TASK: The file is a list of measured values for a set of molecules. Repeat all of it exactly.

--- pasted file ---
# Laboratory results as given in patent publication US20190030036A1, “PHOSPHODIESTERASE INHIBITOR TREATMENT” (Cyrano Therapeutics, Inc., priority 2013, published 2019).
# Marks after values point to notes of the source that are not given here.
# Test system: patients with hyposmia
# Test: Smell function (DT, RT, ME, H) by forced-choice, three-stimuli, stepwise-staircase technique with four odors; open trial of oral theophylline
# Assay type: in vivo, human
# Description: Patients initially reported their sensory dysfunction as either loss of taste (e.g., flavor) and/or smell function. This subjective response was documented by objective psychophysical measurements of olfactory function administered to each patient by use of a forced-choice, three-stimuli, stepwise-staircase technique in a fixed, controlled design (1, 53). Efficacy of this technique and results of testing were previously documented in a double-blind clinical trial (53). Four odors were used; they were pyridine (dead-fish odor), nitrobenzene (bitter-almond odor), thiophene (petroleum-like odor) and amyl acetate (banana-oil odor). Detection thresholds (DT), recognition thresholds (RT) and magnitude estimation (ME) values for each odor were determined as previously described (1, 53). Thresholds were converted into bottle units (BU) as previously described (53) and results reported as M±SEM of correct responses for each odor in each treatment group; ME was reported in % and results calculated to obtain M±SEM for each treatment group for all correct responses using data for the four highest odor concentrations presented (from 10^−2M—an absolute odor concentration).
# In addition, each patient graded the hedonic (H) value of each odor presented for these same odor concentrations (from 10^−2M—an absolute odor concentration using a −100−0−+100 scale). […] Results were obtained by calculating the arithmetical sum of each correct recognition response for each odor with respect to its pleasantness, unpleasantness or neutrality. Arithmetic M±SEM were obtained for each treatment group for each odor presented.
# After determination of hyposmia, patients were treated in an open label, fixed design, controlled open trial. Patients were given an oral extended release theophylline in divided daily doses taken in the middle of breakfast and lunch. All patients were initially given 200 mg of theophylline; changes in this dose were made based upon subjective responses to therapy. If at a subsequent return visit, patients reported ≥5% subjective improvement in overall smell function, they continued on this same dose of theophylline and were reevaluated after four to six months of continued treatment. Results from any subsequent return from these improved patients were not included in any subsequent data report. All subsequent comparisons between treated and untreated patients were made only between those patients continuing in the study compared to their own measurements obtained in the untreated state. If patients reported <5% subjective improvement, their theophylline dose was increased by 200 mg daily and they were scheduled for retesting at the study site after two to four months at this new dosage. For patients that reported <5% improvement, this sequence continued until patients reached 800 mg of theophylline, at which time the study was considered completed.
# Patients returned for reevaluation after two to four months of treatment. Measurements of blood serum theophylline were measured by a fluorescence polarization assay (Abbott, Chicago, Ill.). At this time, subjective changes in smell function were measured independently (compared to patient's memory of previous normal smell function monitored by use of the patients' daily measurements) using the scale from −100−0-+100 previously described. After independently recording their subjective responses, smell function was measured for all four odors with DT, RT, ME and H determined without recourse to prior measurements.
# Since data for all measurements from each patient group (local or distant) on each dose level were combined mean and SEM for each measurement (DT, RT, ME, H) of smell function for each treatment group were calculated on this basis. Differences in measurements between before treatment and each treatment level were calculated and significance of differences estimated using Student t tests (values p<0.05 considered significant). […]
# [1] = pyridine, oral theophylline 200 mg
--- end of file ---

# Laboratory results as given in patent publication US20190030036A1, “PHOSPHODIESTERASE INHIBITOR TREATMENT” (Cyrano Therapeutics, Inc., priority 2013, published 2019).
# Marks after values point to notes of the source that are not given here.
# Test system: patients with hyposmia
# Test: Smell function (DT, RT, ME, H) by forced-choice, three-stimuli, stepwise-staircase technique with four odors; open trial of oral theophylline
# Assay type: in vivo, human
# Description: Patients initially reported their sensory dysfunction as either loss of taste (e.g., flavor) and/or smell function. This subjective response was documented by objective psychophysical measurements of olfactory function administered to each patient by use of a forced-choice, three-stimuli, stepwise-staircase technique in a fixed, controlled design (1, 53). Efficacy of this technique and results of testing were previously documented in a double-blind clinical trial (53). Four odors were used; they were pyridine (dead-fish odor), nitrobenzene (bitter-almond odor), thiophene (petroleum-like odor) and amyl acetate (banana-oil odor). Detection thresholds (DT), recognition thresholds (RT) and magnitude estimation (ME) values for each odor were determined as previously described (1, 53). Thresholds were converted into bottle units (BU) as previously described (53) and results reported as M±SEM of correct responses for each odor in each treatment group; ME was reported in % and results calculated to obtain M±SEM for each treatment group for all correct responses using data for the four highest odor concentrations presented (from 10^−2M—an absolute odor concentration).
# In addition, each patient graded the hedonic (H) value of each odor presented for these same odor concentrations (from 10^−2M—an absolute odor concentration using a −100−0−+100 scale). […] Results were obtained by calculating the arithmetical sum of each correct recognition response for each odor with respect to its pleasantness, unpleasantness or neutrality. Arithmetic M±SEM were obtained for each treatment group for each odor presented.
# After determination of hyposmia, patients were treated in an open label, fixed design, controlled open trial. Patients were given an oral extended release theophylline in divided daily doses taken in the middle of breakfast and lunch. All patients were initially given 200 mg of theophylline; changes in this dose were made based upon subjective responses to therapy. If at a subsequent return visit, patients reported ≥5% subjective improvement in overall smell function, they continued on this same dose of theophylline and were reevaluated after four to six months of continued treatment. Results from any subsequent return from these improved patients were not included in any subsequent data report. All subsequent comparisons between treated and untreated patients were made only between those patients continuing in the study compared to their own measurements obtained in the untreated state. If patients reported <5% subjective improvement, their theophylline dose was increased by 200 mg daily and they were scheduled for retesting at the study site after two to four months at this new dosage. For patients that reported <5% improvement, this sequence continued until patients reached 800 mg of theophylline, at which time the study was considered completed.
# Patients returned for reevaluation after two to four months of treatment. Measurements of blood serum theophylline were measured by a fluorescence polarization assay (Abbott, Chicago, Ill.). At this time, subjective changes in smell function were measured independently (compared to patient's memory of previous normal smell function monitored by use of the patients' daily measurements) using the scale from −100−0-+100 previously described. After independently recording their subjective responses, smell function was measured for all four odors with DT, RT, ME and H determined without recourse to prior measurements.
# Since data for all measurements from each patient group (local or distant) on each dose level were combined mean and SEM for each measurement (DT, RT, ME, H) of smell function for each treatment group were calculated on this basis. Differences in measurements between before treatment and each treatment level were calculated and significance of differences estimated using Student t tests (values p<0.05 considered significant). […]
# [1] = pyridine, oral theophylline 200 mg